3.2. Effect of Preheating Conditions on Ceramsite Properties
The preheating temperature and preheating time greatly impact the properties of the ceramsite, such as the formation of pottery and the pore and strength characteristics of the ceramsite. Here, the preheating time was controlled as 10 min, 15 min, and 20 min, respectively. The preheating temperature and heating rate were described in Section 2.3. The bulk density, water absorption, compressive strength, and expansion rate were analyzed under different preheating time periods.
Figure 3(a) shows that, at the same preheating temperature, with the prolonging of the preheating time of the raw material, the bulk density of the ceramsite decreased. In addition, 350°C seems to be an inflection point because the bulk density showed the decreasing trend when the preheating temperature was increased from 200∼350°C and increasing as the temperature continued to rise.
Figure 3(b) showed that the water absorption rate of the ceramsite slightly decreased with the prolongation of the preheating time, although the water absorption rate of ceramsite under 15 min preheating was similar with that under 20 min. In the similar manner, the water absorption rate was decreased firstly and increased after the preheating temperature was above 350°C.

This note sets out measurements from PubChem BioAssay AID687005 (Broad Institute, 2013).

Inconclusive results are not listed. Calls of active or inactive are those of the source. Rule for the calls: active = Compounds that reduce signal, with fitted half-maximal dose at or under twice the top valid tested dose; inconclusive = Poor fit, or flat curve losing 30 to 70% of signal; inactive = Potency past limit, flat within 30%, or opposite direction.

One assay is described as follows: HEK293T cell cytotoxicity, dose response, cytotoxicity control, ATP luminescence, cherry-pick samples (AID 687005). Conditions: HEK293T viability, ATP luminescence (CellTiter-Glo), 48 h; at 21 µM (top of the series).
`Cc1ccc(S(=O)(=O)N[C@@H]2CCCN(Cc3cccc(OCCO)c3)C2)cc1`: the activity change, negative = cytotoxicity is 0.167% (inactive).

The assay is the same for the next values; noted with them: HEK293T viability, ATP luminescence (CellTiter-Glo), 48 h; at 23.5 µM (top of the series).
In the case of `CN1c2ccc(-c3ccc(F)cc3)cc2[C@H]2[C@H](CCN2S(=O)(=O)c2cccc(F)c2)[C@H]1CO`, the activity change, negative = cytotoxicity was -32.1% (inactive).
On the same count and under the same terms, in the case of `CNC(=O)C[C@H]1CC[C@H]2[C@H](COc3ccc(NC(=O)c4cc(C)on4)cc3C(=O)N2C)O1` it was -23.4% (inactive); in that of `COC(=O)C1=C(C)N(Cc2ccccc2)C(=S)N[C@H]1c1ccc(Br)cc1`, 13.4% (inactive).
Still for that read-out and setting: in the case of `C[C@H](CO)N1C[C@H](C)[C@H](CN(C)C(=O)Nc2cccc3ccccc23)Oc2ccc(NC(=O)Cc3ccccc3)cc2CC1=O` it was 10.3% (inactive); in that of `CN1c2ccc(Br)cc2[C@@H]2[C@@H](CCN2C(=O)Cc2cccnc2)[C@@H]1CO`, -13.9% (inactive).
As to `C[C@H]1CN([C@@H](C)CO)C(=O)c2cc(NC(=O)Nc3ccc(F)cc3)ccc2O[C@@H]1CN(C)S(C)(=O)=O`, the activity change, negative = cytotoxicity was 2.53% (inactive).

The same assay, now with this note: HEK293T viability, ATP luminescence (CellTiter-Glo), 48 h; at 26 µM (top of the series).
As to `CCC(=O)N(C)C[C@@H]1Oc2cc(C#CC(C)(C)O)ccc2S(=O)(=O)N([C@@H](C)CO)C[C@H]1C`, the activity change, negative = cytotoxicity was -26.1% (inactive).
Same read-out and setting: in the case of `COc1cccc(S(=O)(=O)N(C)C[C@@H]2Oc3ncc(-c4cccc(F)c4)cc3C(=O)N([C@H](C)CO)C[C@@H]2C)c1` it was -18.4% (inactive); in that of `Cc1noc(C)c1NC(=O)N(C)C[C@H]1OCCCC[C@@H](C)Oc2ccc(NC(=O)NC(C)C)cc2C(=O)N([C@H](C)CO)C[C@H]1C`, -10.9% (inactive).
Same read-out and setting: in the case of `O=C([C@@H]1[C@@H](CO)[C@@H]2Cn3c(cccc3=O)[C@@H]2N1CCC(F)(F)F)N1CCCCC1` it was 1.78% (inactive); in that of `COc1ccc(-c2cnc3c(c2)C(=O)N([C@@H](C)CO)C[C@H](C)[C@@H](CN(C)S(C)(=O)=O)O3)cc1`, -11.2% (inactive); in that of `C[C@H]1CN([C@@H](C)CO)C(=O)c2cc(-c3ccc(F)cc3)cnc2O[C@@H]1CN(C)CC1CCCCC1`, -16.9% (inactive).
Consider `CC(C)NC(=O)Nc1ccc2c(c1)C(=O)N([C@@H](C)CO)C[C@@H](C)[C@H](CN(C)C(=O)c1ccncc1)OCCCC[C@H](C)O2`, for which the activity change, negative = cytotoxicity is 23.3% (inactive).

Figure 3(c) shows that the degree of swelling of the ceramsite is greatly influenced by the preheating temperature. The longer the preheating time, the more the swelling of ceramsite when preheating temperature was below 400°C. It is very interesting that the variation of the expansion rate of ceramsite showed an inverse trend compared with other property index, which increased firstly and decreased when the preheating temperature was above 350°C. Different from other index, the compressive strength of ceramsite is less affected by the preheating time and temperature.